2
j.shivank wrote:
Dear Bunuel chetan2u

What if we first select 1 individual from each set of couple and then out of those individuals, select 4 individuals.

(2C1 * 2C1 * 2C1 * 2C1 * 2C1 * 2C1) * 6C4
= 960

Then,
Total no. of ways to choose 4 people out of 12 is = 12C4
= 495

But turns out that this method is wrong as the probability comes out to be greater than 1

There are repetitions in this..
One example..
Say 1-2, 3-4,5-6,7-8,9-10,11-12 are pair..
Select one out of each 1,3,5,7,9,11 choose ways of choosing 4: two ways would be 1,3,5,7 or 1,3,5,9
Now, choose one as 1,3,5,7,9,12 4: two ways would be 1,3,5,7 or 1,3,5,9
Not only these two, there will be many repetitions..
That is why you get probability more than 1..

But if you take 12 people first, remove the partner of the one you have chosen ..
So 10 left, close one , and again remove the partner..
Now you are left with 8...
And so on
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Re: If 4 people are selected from a group of 6 married couples  [#permalink]

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23 Sep 2019, 10:56
bibha wrote:
If 4 people are selected from a group of 6 married couples, what is the probability that none of them would be married to each other?

A. 1/33
B. 2/33
C. 1/3
D. 16/33
E. 11/12

total probability ; 12/12*10/11*8/10*6/9 = 16/33
IMO D
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Re: If 4 people are selected from a group of 6 married couples  [#permalink]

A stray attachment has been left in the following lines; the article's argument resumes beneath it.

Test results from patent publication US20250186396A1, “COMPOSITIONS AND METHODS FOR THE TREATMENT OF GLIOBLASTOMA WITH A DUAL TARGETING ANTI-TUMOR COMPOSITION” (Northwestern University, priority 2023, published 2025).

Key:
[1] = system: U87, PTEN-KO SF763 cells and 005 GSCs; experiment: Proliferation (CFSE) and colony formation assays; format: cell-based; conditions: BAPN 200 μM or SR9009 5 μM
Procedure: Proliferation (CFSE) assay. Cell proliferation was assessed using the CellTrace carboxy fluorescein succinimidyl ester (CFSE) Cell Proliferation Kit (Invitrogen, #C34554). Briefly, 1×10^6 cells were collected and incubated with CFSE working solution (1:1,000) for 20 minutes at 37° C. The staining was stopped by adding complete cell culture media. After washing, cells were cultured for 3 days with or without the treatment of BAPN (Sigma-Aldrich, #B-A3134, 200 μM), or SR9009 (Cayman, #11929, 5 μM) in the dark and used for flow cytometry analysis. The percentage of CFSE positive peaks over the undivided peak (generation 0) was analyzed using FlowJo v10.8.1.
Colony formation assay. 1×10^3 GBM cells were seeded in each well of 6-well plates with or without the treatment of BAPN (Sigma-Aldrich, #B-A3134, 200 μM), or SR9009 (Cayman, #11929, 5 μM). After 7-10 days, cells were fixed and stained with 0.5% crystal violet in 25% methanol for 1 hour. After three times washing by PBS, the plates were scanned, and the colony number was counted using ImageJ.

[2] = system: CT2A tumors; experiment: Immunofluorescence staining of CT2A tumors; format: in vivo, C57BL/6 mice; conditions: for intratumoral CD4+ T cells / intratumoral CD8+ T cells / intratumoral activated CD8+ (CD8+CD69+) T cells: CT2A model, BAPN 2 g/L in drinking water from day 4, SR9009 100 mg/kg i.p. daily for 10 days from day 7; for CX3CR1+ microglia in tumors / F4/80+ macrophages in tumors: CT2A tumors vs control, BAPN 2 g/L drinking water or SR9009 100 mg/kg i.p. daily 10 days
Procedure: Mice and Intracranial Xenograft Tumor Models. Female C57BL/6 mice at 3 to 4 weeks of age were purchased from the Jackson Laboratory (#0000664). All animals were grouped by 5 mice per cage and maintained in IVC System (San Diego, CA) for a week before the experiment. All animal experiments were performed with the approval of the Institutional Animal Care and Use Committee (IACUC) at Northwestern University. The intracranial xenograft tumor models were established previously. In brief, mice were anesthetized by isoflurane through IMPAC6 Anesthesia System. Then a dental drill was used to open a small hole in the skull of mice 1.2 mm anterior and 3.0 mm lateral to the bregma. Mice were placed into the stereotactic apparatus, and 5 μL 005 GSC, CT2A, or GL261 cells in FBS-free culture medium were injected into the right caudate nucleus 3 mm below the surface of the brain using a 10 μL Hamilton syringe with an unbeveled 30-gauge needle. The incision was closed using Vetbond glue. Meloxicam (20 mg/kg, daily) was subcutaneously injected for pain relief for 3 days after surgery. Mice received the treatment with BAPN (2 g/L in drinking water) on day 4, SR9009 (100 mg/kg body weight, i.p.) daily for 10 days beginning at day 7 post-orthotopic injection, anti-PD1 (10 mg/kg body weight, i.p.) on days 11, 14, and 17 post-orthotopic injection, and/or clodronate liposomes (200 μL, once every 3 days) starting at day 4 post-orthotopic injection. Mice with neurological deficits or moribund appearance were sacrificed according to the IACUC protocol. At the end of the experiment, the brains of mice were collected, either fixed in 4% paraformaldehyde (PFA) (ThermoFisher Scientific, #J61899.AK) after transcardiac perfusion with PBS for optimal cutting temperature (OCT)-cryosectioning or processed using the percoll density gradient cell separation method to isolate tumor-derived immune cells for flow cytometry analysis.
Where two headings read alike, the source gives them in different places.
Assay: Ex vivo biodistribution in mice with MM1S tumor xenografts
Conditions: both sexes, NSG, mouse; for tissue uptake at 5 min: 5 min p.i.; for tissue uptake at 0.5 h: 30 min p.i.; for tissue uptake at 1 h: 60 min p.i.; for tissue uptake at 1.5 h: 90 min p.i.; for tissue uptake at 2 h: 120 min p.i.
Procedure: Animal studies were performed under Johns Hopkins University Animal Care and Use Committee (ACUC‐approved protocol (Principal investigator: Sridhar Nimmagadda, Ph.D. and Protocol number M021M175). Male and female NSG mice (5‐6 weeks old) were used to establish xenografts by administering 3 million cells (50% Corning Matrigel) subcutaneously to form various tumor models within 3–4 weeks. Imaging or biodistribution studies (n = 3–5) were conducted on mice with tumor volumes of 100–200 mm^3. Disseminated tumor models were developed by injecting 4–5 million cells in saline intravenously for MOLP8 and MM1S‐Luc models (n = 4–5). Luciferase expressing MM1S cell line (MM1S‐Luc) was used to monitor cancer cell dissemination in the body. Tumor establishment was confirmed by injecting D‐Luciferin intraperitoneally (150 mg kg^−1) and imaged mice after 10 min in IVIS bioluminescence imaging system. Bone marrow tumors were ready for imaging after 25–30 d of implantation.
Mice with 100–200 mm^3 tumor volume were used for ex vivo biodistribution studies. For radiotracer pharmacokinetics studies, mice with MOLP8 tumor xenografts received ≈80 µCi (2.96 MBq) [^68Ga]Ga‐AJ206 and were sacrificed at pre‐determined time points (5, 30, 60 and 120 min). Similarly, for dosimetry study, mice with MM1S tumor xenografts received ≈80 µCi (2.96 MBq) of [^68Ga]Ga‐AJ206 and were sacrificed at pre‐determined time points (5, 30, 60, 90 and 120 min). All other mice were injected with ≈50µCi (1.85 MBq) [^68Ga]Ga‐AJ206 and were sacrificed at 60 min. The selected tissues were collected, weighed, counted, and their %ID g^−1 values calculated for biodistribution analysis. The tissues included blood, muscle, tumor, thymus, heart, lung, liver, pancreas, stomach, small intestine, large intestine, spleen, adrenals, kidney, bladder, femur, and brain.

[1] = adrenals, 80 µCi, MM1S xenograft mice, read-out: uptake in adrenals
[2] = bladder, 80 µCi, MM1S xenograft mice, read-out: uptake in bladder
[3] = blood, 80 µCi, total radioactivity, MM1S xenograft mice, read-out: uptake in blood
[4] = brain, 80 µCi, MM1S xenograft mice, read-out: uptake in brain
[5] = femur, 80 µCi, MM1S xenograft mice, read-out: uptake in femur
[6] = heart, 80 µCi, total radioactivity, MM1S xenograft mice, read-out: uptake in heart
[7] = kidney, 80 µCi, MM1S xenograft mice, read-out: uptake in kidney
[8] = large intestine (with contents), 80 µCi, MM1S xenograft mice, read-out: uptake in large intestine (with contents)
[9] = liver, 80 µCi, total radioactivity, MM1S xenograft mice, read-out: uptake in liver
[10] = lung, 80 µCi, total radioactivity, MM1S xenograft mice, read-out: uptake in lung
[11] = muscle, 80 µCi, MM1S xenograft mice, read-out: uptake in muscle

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25 Sep 2019, 03:17
There's an easy and efficient way to solve these kinds of Combination Questions.

First, You'll have to find the total possible ways to arrange 12 people into 4 places in the committee. This is without repetition, so the seats will be filled in the following ways.

$$12 , 11 , 10 , 9$$ => So, a total of $$12*11*10*9$$ ways.

Then, you're supposed to find the number of events where these four spots are filled in such a way that among the 12 people who are divided into 6 couples, each seat will be filled only by one representative from among the couples.

$$12 ,10 , 8 , 6$$ => So, $$12*10*8*6$$ ways.

To find the probability,
$$\frac{12*10*8*6}{12*11*10*9}$$

Simplify and arrive at an answer of $$\frac{16}{33}$$
Re: If 4 people are selected from a group of 6 married couples   [#permalink] 25 Sep 2019, 03:17